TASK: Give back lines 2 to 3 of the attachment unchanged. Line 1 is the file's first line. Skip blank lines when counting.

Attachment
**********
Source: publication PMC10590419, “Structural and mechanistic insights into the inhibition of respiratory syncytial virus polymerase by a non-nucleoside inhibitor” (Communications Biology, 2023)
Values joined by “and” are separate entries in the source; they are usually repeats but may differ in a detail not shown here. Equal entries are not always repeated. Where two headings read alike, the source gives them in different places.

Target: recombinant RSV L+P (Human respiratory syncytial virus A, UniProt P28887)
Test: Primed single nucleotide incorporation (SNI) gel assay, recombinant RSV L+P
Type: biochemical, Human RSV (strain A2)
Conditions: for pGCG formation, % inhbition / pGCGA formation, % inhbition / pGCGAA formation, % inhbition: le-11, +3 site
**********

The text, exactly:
Values joined by “and” are separate entries in the source; they are usually repeats but may differ in a detail not shown here. Equal entries are not always repeated. Where two headings read alike, the source gives them in different places.

Target: recombinant RSV L+P (Human respiratory syncytial virus A, UniProt P28887)